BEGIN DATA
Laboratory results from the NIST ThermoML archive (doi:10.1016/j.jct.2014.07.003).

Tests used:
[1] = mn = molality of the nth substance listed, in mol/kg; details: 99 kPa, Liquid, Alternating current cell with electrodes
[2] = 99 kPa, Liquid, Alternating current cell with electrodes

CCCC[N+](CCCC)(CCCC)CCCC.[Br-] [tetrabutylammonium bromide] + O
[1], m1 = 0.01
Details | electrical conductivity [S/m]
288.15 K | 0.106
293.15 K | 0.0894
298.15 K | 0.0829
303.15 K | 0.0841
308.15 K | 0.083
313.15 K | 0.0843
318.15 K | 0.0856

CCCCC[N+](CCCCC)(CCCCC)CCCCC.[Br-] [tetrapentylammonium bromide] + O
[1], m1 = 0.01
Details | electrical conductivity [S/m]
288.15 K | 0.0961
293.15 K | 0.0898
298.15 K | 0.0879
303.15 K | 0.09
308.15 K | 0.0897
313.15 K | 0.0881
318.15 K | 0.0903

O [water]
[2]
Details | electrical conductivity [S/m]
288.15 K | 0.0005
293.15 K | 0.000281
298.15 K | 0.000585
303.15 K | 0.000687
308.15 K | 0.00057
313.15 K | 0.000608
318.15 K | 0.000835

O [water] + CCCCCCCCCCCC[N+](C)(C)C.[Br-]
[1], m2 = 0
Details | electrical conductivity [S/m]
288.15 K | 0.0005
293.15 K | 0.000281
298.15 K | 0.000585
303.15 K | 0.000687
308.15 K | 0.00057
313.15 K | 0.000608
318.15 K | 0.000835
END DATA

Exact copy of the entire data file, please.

Laboratory results from the NIST ThermoML archive (doi:10.1016/j.jct.2014.07.003).

Tests used:
[1] = mn = molality of the nth substance listed, in mol/kg; details: 99 kPa, Liquid, Alternating current cell with electrodes
[2] = 99 kPa, Liquid, Alternating current cell with electrodes

CCCC[N+](CCCC)(CCCC)CCCC.[Br-] [tetrabutylammonium bromide] + O
[1], m1 = 0.01
Details | electrical conductivity [S/m]
288.15 K | 0.106
293.15 K | 0.0894
298.15 K | 0.0829
303.15 K | 0.0841
308.15 K | 0.083
313.15 K | 0.0843
318.15 K | 0.0856

CCCCC[N+](CCCCC)(CCCCC)CCCCC.[Br-] [tetrapentylammonium bromide] + O
[1], m1 = 0.01
Details | electrical conductivity [S/m]
288.15 K | 0.0961
293.15 K | 0.0898
298.15 K | 0.0879
303.15 K | 0.09
308.15 K | 0.0897
313.15 K | 0.0881
318.15 K | 0.0903

O [water]
[2]
Details | electrical conductivity [S/m]
288.15 K | 0.0005
293.15 K | 0.000281
298.15 K | 0.000585
303.15 K | 0.000687
308.15 K | 0.00057
313.15 K | 0.000608
318.15 K | 0.000835

O [water] + CCCCCCCCCCCC[N+](C)(C)C.[Br-]
[1], m2 = 0
Details | electrical conductivity [S/m]
288.15 K | 0.0005
293.15 K | 0.000281
298.15 K | 0.000585
303.15 K | 0.000687
308.15 K | 0.00057
313.15 K | 0.000608
318.15 K | 0.000835